But just beyond the hazel, behind the beehives, Maggie and Joe both let out a cry. I, and Tilly for that matter, had unwittingly stepped over a snake. It lay like a dark stick across a path which, to be fair, is littered with wood. We have had the pleasure on several occasions of studying ladder-back, grass, European whip and Montpelier serpents, including the adder-like local viper, but this one was different.
It had clearly just devoured something large and long, possibly a lizard, and wasn’t planning on moving a muscle for some considerable time. So I felt a closer look was a reasonable risk, and this confirmed it was another first – a horseshoe whipsnake, a rare reptile that can grow up to five feet in length.
The pigeons glean on the cropped hay fields and strut about in ludicrous numbers while the peregrines circle.
And at night the boar descend in ever increasing numbers, coming to within 15 metres of our back door this long dry year. The lure is the well-watered vegetable patch in the olive grove, and the wet earth is patterned with hooves, small and broad. The damage is increasing nightly, but they keep skirting the prolific beds and, fortunately, we have almost concluded an enormous tomato, aubergine and pepper harvest.
It is a different story at our neighbours’ home, though, where an ingenious network of irrigation pipes, resembling the London tube map and covering an area the size of a football pitch, has been ploughed up by the worm-hungry boar.
Our friends have been away for nearly two months and I gave up some time ago trying to put patch up the damage. The destruction was spreading faster than I could repair it, but the telling moment was when I looked the challenge squarely in the eye.
Returning home from a late supper in town I had to stop right outside our friends’ garden…. to allow eight youngsters, about half-grown, and three humongous adults, to saunter across the tarmac and into the flowerbeds. I might as well have turned the engine off it was taking so long. Two of the adults led the way and the third stood in the middle of the lane to usher the brood across. Tusked and intimidating, it was immense, fearless, prehistoric.
One boar can wreak havoc, so I knew there and then I was beaten.
The almonds are harvested, about 100 kilos this year, which is not bad considering some farms have none due to hard frosts during the February flowering. We pick and de-husk them by hand, so it is not a money-making exercise, rather the reverse; just goodness from our Garden.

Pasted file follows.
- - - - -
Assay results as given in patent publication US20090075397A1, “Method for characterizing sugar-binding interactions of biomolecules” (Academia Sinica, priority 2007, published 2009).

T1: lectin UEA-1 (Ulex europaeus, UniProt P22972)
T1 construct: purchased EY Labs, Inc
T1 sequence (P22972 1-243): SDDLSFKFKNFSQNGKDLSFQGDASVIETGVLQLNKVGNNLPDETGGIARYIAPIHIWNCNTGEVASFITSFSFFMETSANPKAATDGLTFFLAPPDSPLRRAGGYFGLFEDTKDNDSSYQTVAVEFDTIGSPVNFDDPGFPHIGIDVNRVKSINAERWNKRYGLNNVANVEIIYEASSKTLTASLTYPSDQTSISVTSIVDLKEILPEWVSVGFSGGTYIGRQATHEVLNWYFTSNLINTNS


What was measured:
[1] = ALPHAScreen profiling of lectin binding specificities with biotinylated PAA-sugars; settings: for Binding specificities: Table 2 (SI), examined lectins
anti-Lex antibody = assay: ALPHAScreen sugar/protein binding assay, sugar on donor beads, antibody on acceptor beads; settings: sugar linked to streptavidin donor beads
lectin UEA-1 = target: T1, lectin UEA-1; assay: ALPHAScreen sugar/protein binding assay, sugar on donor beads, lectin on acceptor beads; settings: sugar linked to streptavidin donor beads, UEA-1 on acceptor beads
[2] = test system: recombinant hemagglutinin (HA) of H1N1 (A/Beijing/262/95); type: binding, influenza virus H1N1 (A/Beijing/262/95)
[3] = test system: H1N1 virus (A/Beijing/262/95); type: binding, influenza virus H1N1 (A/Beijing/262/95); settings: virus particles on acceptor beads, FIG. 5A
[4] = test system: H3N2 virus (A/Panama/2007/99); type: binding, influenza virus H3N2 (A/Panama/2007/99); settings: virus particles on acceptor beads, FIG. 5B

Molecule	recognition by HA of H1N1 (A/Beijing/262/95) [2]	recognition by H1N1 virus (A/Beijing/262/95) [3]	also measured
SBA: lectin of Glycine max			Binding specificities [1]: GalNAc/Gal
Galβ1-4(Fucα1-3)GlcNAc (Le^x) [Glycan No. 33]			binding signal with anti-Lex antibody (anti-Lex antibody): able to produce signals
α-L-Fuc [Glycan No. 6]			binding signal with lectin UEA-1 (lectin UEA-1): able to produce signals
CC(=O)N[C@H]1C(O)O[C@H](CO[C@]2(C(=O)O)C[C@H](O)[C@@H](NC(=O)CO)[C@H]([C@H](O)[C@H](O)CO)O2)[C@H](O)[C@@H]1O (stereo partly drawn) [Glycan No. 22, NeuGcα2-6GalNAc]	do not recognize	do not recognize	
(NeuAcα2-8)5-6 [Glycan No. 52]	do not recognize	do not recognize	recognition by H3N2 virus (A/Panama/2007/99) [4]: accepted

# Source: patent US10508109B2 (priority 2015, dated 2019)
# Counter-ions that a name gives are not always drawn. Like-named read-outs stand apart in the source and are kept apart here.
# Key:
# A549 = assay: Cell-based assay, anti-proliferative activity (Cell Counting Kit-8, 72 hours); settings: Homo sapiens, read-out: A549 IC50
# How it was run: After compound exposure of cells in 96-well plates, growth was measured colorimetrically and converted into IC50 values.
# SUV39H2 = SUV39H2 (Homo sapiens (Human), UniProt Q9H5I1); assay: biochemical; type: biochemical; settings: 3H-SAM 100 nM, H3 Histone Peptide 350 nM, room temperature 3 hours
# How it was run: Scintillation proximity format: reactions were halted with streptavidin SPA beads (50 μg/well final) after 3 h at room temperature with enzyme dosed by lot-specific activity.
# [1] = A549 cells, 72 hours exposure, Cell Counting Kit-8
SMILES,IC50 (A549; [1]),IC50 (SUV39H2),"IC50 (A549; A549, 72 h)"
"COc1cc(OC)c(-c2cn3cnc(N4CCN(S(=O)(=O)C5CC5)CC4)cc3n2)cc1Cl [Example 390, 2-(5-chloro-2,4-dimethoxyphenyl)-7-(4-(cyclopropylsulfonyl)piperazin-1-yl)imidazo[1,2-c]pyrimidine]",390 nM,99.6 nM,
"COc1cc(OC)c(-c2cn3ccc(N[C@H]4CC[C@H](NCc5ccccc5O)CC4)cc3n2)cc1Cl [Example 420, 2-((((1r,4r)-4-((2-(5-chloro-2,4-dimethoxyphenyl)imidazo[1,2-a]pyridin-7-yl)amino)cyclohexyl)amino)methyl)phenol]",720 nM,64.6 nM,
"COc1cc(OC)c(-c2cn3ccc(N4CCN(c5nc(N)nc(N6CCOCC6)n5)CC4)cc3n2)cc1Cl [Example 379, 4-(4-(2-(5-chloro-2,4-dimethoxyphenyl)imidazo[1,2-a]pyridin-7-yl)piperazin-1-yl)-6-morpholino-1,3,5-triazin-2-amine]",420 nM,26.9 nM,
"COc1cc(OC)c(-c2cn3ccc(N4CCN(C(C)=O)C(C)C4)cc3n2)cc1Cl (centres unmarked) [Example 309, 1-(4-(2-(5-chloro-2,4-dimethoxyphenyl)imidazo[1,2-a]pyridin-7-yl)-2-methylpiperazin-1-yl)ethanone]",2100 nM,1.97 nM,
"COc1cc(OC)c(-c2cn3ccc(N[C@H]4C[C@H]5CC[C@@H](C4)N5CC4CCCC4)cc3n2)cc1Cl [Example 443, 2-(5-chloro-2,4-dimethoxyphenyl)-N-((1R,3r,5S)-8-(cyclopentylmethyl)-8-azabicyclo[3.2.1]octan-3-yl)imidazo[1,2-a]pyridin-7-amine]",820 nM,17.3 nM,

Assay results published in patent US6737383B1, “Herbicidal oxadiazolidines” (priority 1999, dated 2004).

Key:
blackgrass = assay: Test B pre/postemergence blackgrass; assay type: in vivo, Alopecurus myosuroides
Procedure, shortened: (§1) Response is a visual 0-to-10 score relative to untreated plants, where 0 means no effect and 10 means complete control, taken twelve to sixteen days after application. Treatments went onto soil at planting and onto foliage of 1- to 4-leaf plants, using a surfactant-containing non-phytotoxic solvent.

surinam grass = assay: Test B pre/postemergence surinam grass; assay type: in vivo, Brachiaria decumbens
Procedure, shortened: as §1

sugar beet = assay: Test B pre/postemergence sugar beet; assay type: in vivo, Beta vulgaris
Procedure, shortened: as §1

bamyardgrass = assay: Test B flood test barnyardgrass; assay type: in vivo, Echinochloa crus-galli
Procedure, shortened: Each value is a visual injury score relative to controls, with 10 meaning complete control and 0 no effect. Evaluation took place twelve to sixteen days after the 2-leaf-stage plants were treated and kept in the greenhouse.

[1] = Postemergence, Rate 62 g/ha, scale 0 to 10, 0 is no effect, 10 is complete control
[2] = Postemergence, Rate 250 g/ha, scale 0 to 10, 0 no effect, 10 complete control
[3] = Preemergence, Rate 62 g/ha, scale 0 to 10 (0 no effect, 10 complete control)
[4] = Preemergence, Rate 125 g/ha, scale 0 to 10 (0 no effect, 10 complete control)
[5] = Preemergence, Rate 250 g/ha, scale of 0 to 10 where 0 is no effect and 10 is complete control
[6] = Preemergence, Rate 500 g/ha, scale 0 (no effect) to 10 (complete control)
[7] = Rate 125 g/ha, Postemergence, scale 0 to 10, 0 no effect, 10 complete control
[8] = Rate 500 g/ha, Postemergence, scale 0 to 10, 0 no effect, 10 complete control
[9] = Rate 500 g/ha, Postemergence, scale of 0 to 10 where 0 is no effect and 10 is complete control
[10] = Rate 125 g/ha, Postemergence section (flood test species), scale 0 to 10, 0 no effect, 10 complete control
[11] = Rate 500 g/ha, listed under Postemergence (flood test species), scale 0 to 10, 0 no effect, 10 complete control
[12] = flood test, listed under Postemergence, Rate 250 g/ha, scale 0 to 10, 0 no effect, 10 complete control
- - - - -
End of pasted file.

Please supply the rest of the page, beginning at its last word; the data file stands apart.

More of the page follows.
Now for the olives. Harvest in three weeks and it looks like a bumper year. Have you tried a new harvest from-tree-to-you olive oil? We are taking orders for a December shipment to Britain. Get in touch by all means (just click here) if you would like more information. Also, see our new Mother’s Garden business Facebook page.
And, blink, another year has almost gone. That fact could weigh heavily if I dwell on it, so I will step out into the cool air of dawn and do some weeding among our Norfolk runner beans. It is too hot to grow them here in the spring, so Maggie had the bright idea to cultivate them now in the cooler autumn, but it looks like we will only have a handful all the same.
And still, in mid October, the temperature rises to 26 degrees during the day, and no lower than 15 degrees at night. The air is, for the most part, as peaceful as an angel’s breath and the colours of autumn leaf and sky beguile.
Do you sense that walls are a store of echoes? Moments arrive and never really leave. Places seem to absorb the good and the grim and then hold them, emitting the essence of happenings.
I am acutely aware of this on entering an old building. Maybe you are too. Perhaps it is simply imaginings, but that first feeling rarely passes. The Mother’s Garden farmhouse enveloped us with welcome the first time we brushed aside cobwebs and opened the shutters to let in the light, and the happiness and goodness are still as warming and rich today as that first illumination.
Down the track, next to the wild flower meadow, people have carried laughter and contentment into our holiday cottage, and now there is song too. The abandoned water reservoir beside the pool, reconstituted with stout roof and glass doors as a dry space for good things, is flooded with tuneful voices forever more.
Fourteen people had come to Sing Away with teacher Teresa Verney, in a week jewelled with fulfilment and fellowship, swallowtail butterflies and glorious surprises.
Towards the end of last year I told of our and Teresa’s plans – inspired by our mutual friend the Jane Stevenson of Creature Comforters for whom Maggie makes some Bach flower remedies – to somehow combine Teresa’s great accomplishments with her Sing For Joy groups in Norfolk, England, with the happiness of here, and so it came to pass. Within days of the activity holiday idea being aired it was fully booked and our handwringing began. Would it work?
At the end of the seven days the assembled had gifted their echo and also sung spontaneously upon mountain tops, in a wine cellar, a church, a Syrian restaurant and in the former home and garden of a famous sculptor that’s now a sanctuary for the rare Mediterranean tortoise. Proof positive of the joy that can come of finding your voice, sharing, learning, eating, talking, drinking and laughing long and loud: Add to that taking long works, bird watching, standing and staring and scenting your hands by running them through herbs.